Babes in Hollywood
The Music of Garland & Rooney
Created by David Grapes
Arrangements by Andrew Philip Herron
2 Men & 2 Women
HIGH SCHOOL VERSION WITH EXPANDED CAST
Find a barn, have mom sew the costumes and then get ready to swing, sway and swoon to over 30 of the most glorious songs of the Twentieth Century. Be the first theatre in your market to produce this exciting new musical revue. Babes in Hollywood salutes the legendary musical careers of Judy Garland and Mickey Rooney. You’ll thrill to such American classics as “Over the Rainbow,” “You Made me Love You,” “Easter Parade,” “But Not for Me,” “The Man Who Got Away,” “On the Sunny Side of the Street,” “Meet Me in St. Louis,” “That’s Entertainment,” “Where or When,” “Born in a Trunk,” “Yankee Doodle Boy,” “Come Rain or Come Shine,” “Strike up the Band,” and many more! Let the cast of four talented singer/dancers take you on a magical journey from the soundstages of Hollywood to the stages of Broadway. Babes in Hollywood is sure to delight audiences of all ages. HIGH SCHOOL VERSION (EXPANDED CAST) ALSO AVAILABLE!
Babes in Hollywood – Musical Numbers
THAT’S ENTERTAINMENT – Words and music by Howard Dietz and Arthur Schwartz, 1953
BORN IN A TRUNK – Words by Leonard Gershe, Music by Roger Edens, 1954
ON THE ATCHISON, TOPEKA, AND THE SANTA FE –Words by Johnny Mercer, music by Harry Warren, 1945
WAITING FOR THE ROBERT E LEE – Words by L. Wolfe Gilbert, music by Lewis F. Muir, 1912
LET ME CALL YOU SWEETHEART – Words and music by Beth Slater Whitson and Leo Friedman, 1910
BABES IN ARMS – Words by Lorenz Hart, music by Richard Rodgers, 1937
BY THE LIGHT OF THE SILVR’Y MOON – Words by Edward Madden, music by Gus Edwards, 1909
DEAR MR GABLE (YOU MADE ME LOVE YOU) – Words by Joseph McCarthy, music by Jimmy Monaco, 1913
WHERE OR WHEN – Words by Lorenz Hart, music by Richard Rodgers, 1937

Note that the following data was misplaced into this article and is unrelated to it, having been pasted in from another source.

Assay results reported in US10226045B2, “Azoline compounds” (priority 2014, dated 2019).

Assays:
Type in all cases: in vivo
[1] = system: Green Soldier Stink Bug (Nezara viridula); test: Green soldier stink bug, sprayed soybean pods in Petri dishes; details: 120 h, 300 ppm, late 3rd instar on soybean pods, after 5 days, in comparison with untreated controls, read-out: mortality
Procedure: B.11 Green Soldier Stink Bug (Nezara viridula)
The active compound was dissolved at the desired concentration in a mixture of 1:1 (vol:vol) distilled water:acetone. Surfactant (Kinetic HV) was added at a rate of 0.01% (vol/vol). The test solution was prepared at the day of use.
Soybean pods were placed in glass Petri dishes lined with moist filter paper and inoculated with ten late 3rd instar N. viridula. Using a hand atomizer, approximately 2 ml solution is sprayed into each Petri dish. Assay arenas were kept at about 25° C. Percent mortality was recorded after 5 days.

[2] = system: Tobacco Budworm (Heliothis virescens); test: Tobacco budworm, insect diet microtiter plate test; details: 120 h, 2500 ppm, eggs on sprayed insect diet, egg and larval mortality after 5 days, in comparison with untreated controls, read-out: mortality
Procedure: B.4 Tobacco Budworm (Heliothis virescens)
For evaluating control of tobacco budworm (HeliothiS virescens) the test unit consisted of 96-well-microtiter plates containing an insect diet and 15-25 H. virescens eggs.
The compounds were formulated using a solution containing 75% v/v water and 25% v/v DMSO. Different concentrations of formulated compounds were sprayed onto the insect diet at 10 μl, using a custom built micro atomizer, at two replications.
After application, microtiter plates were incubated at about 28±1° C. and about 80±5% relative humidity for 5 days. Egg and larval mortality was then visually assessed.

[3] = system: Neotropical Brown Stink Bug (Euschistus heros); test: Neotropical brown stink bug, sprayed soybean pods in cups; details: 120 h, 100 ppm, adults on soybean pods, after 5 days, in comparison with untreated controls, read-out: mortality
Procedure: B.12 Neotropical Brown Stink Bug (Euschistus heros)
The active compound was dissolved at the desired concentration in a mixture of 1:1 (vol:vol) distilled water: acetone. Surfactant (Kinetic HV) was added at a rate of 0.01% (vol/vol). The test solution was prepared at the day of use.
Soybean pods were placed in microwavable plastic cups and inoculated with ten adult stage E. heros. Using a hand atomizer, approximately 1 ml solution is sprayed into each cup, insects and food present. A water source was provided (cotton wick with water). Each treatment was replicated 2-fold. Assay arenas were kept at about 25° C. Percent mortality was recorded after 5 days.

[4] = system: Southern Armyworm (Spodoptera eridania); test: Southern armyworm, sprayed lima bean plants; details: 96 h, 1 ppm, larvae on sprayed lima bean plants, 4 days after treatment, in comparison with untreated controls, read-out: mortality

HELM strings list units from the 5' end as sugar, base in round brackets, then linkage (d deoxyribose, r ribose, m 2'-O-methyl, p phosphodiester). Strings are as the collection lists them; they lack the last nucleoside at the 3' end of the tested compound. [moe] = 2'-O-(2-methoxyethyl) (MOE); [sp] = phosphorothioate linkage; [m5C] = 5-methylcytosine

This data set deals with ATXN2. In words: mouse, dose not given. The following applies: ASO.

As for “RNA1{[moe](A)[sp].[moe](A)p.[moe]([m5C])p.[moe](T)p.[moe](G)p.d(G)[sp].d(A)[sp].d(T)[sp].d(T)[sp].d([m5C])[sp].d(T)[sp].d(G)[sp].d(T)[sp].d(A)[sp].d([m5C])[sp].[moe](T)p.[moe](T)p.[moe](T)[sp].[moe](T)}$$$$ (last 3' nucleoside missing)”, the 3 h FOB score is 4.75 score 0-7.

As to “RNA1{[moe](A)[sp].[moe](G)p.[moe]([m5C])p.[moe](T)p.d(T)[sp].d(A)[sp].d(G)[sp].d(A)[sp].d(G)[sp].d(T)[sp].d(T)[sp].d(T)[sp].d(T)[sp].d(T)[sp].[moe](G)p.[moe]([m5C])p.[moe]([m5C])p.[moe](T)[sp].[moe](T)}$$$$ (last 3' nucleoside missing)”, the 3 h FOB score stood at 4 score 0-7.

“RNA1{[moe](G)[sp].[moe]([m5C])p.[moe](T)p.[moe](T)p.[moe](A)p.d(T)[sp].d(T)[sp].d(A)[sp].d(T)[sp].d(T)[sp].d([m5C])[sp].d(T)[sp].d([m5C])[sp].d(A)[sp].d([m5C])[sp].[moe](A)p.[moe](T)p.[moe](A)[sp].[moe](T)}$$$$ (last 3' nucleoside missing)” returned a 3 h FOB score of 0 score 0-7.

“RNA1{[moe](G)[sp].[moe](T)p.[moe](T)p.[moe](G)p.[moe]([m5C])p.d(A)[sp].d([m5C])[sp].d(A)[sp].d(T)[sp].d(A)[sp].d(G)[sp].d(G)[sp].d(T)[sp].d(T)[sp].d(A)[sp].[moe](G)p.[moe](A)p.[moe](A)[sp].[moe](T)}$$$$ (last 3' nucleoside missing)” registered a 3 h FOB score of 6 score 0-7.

FOR ME AND MY GAL – Words by Edgar Leslie and Ray Goetz, music by George W. Meyer, 1917
OVER THE RAINBOW – Words by E.Y. Harburg, music by Harold Arlen, 1938
COUPLE OF SWELLS – Words and music by Irving Berlin, 1947
BE A CLOWN – Words and music by Cole Porter, 1948
MEET ME IN ST LOUIS – Words by Andrew B. Sterling, music by Kerry Mills, 1904
THE TROLLEY SONG – Words and music by Hugh Martin and Ralph Blane, 1944
THE GIRL NEXT DOOR – Words and music by Hugh Martin and Ralph Blane, 1944
STRIKE UP THE BAND – Words by Ira Gershwin, music by George Gershwin, 1927
YANKEE DOODLE BOY – By George M. Cohan, 1904
GRAND OLD FLAG – By George M. Cohan, 1906
AMERICA THE BEAUTIFUL
Words by Katharine Lee Bates, melody by Samuel Ward, 1913
THAT’S ENTERTAINMENT (Reprise) – Words and music by Howard Dietz and Arthur Schwartz, 1953
BUT NOT FOR ME – Words by Ira Gershwin, music by George Gershwin, 1930
COME RAIN OR COME SHINE – Words by Mercer, music by Harold Arlen, 1946
SAN FRANCISCO – Words by Gus Kahn, music by Bronislau Kaper and Walter Jurmann, 1936
I LEFT MY HEART IN SAN FRANCISCO – By Douglas Cross, George Cory, 1954
ZING WENT THE STRINGS OF MY HEART – Words and music by James F. Hanley, 1935
HOW LONG HAS THIS BEEN GOING ON – Words by Ira Gershwin, music by George Gershwin, 1928
OLD DEVIL MOON – Words by E.Y. Harburg, Music by Burton Lane, 1947
OLD BLACK MAGIC – Words by Johnny Mercer Music by Harold Arlen, 1942
MR. MONOTONY – Words and music by Irving Berlin, 1948
ON THE SUNNY SIDE OF THE STREET – Words by Dorothy Fields, music by Jimmy McHugh, 1930
I’M IN THE MOOD FOR LOVE – Words by Dorothy Fields, music by Jimmy McHugh, 1928
I CAN’T GIVE YOU ANYTHING BUT LOVEWords by Dorothy Fields, music by Jimmy McHugh, 1928
SWANEE (A Star is Born) – Words by Irving Caesar, music by George Gershwin, 1919
ROC-A-BYE YOUR BABY WITH A DIXIE MELODY – Words by Sam Lewis and Joe Young, music by Jean Schwartz, 1918
I GOT RHYTHM – Words by Ira Gershwin, music by George Gershwin, 1930
STEPPING OUT WITH MY BABY – Words and music by Irving Berlin, 1948